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- CAREC Transport Corridor 1 (Zhambyl Oblast Section) [Western Europe–Western People’s Republic of China International Transit Corridor] Investment Program and Taraz Bypass Project (Kazakhstan)
- 20 Years of CAREC: Working Together for Sustainable Development
- Regional Cooperation in the Time of COVID-19: Lessons Learned and Way Forward
- Q&A: Regional Cooperation in Central Asia in the Time of COVID-19 with Historian Peter Frankopan
The Greater Mekong Subregion (GMS) is a natural economic area bound together by the Mekong River, covering 2.6 million square kilometers and a combined population of around 326 million.
Greater Mekong Subregion (GMS)
The Greater Mekong Subregion (GMS) is a natural economic area bound together by the Mekong River, covering 2.6 million square kilometers and a combined population of around 326 million.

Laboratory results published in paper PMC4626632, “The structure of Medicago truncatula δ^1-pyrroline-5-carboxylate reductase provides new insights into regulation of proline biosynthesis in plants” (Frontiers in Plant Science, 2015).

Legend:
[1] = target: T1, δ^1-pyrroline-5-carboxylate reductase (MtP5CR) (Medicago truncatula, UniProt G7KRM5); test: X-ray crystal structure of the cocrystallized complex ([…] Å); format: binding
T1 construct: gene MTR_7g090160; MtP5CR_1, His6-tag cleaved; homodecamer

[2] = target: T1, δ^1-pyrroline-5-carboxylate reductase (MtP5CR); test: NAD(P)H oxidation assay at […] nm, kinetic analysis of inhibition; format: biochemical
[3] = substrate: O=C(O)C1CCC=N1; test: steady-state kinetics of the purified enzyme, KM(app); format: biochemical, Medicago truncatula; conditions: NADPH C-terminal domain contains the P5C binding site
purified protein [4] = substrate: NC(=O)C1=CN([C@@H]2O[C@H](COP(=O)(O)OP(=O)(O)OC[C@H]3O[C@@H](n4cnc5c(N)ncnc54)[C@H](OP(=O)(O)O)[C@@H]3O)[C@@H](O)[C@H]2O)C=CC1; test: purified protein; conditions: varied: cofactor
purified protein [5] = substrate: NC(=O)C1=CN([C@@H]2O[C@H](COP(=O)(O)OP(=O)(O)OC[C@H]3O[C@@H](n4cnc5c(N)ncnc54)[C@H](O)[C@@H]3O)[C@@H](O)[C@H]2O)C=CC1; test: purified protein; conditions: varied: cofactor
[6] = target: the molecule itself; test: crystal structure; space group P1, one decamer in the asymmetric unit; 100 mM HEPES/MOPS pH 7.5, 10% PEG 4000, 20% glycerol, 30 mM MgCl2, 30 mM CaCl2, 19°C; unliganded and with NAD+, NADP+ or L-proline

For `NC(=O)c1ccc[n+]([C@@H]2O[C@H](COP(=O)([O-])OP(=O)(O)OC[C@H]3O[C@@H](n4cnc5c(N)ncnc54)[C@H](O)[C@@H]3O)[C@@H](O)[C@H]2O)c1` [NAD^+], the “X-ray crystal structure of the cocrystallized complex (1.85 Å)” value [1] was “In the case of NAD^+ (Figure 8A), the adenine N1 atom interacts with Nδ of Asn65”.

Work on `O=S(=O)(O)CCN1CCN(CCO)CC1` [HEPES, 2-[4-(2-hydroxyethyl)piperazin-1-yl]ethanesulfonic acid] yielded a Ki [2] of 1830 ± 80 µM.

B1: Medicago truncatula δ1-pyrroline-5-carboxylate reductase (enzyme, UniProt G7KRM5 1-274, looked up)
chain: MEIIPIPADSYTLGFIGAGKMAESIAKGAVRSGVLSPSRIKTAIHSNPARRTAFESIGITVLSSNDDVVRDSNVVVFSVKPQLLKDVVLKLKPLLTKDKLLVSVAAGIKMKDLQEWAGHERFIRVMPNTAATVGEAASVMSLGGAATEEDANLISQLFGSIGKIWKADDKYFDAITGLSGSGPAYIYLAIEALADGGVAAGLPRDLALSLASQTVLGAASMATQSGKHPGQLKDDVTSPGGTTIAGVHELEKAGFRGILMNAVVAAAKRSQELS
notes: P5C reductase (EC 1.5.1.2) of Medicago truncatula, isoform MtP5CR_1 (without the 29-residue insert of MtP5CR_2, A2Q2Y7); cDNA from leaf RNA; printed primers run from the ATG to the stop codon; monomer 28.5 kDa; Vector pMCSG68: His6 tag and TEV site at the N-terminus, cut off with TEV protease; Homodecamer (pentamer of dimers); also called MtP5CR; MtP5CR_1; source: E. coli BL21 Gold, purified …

The GMS countries are Cambodia, the People's Republic of China (PRC, specifically Yunnan Province and Guangxi Zhuang Autonomous Region), Lao People's Democratic Republic (Lao PDR), Myanmar, Thailand, and Viet Nam.
In 1992, with assistance from ADB, the six countries entered into a program of subregional economic cooperation, designed to enhance economic relations among the countries. Read more
Tel +63 2 86324444 Fax +63 2 86362226 GMS Secretariat
Indonesia, Malaysia, and Thailand are neighbors sharing close historical, cultural, and linguistic ties.
Indonesia-Malaysia-Thailand Growth Triangle (IMT-GT)
Indonesia, Malaysia, and Thailand are neighbors sharing close historical, cultural, and linguistic ties. With southern Thailand and northern Malaysia sharing a land border, and separated from Sumatra, Indonesia only by the narrow Straits of Malacca, these three Southeast Asian nations also share vibrant and growing economic linkages.
The Indonesia-Malaysia-Thailand Growth Triangle (IMT-GT) subregional program aims to stimulate economic development in 32 of these three countries’ less-developed states and provinces, which are home to over 54 million people. The IMT-GT is comprised of: